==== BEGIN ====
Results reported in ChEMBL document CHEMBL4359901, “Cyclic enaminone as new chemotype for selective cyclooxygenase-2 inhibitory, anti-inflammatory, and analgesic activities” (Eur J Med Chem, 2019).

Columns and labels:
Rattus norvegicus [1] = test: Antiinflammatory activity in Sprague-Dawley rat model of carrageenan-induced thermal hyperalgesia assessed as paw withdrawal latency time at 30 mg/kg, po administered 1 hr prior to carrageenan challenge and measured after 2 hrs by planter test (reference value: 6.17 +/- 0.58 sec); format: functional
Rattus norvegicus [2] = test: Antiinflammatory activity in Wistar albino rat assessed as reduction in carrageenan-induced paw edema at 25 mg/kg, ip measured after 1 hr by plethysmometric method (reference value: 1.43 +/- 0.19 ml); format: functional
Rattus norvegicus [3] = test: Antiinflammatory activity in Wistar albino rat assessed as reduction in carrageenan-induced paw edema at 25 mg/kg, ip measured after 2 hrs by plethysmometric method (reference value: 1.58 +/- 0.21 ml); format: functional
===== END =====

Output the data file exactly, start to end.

Results reported in ChEMBL document CHEMBL4359901, “Cyclic enaminone as new chemotype for selective cyclooxygenase-2 inhibitory, anti-inflammatory, and analgesic activities” (Eur J Med Chem, 2019).

Columns and labels:
Rattus norvegicus [1] = test: Antiinflammatory activity in Sprague-Dawley rat model of carrageenan-induced thermal hyperalgesia assessed as paw withdrawal latency time at 30 mg/kg, po administered 1 hr prior to carrageenan challenge and measured after 2 hrs by planter test (reference value: 6.17 +/- 0.58 sec); format: functional
Rattus norvegicus [2] = test: Antiinflammatory activity in Wistar albino rat assessed as reduction in carrageenan-induced paw edema at 25 mg/kg, ip measured after 1 hr by plethysmometric method (reference value: 1.43 +/- 0.19 ml); format: functional
Rattus norvegicus [3] = test: Antiinflammatory activity in Wistar albino rat assessed as reduction in carrageenan-induced paw edema at 25 mg/kg, ip measured after 2 hrs by plethysmometric method (reference value: 1.58 +/- 0.21 ml); format: functional